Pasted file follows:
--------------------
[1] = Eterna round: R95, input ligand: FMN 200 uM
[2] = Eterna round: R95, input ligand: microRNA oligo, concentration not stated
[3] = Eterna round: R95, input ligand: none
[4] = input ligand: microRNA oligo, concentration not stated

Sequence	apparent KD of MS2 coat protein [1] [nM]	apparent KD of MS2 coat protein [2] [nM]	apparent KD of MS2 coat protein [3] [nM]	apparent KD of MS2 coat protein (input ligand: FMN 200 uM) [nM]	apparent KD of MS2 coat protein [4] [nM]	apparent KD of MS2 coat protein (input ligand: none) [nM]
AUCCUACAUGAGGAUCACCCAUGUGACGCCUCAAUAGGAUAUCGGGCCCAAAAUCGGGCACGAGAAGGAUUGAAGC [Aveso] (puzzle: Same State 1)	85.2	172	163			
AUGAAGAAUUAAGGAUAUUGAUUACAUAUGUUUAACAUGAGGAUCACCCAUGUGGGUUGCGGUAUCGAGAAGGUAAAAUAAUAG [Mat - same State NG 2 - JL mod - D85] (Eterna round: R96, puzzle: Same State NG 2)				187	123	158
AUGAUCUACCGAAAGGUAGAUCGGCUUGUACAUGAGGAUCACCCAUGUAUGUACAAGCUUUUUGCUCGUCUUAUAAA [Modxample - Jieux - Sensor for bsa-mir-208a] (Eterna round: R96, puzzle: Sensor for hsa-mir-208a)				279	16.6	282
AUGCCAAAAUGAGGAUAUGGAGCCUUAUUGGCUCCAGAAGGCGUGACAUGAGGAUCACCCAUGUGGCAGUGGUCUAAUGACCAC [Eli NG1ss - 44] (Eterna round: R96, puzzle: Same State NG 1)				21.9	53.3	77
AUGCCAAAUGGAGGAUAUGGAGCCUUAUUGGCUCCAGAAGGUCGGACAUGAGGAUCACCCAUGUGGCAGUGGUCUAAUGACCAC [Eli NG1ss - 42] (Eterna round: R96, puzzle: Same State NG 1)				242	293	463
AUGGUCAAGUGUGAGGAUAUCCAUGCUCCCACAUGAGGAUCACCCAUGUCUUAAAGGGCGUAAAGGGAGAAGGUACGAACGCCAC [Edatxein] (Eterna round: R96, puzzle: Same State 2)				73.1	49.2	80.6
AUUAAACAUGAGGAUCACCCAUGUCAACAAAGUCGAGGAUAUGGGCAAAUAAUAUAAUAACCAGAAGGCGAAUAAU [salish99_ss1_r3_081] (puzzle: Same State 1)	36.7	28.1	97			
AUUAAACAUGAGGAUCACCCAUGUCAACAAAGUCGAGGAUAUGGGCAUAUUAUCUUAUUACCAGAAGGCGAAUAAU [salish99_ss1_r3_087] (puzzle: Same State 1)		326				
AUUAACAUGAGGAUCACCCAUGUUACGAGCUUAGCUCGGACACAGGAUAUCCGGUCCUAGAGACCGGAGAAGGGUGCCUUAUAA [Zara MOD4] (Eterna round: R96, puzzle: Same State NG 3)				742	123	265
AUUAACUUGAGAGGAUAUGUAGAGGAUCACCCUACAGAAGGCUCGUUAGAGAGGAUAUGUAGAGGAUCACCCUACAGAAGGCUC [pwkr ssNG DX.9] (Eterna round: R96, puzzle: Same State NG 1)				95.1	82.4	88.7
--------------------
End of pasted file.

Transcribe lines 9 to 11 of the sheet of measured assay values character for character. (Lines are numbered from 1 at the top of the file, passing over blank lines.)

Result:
AUGCCAAAAUGAGGAUAUGGAGCCUUAUUGGCUCCAGAAGGCGUGACAUGAGGAUCACCCAUGUGGCAGUGGUCUAAUGACCAC [Eli NG1ss - 44] (Eterna round: R96, puzzle: Same State NG 1)				21.9	53.3	77
AUGCCAAAUGGAGGAUAUGGAGCCUUAUUGGCUCCAGAAGGUCGGACAUGAGGAUCACCCAUGUGGCAGUGGUCUAAUGACCAC [Eli NG1ss - 42] (Eterna round: R96, puzzle: Same State NG 1)				242	293	463
AUGGUCAAGUGUGAGGAUAUCCAUGCUCCCACAUGAGGAUCACCCAUGUCUUAAAGGGCGUAAAGGGAGAAGGUACGAACGCCAC [Edatxein] (Eterna round: R96, puzzle: Same State 2)				73.1	49.2	80.6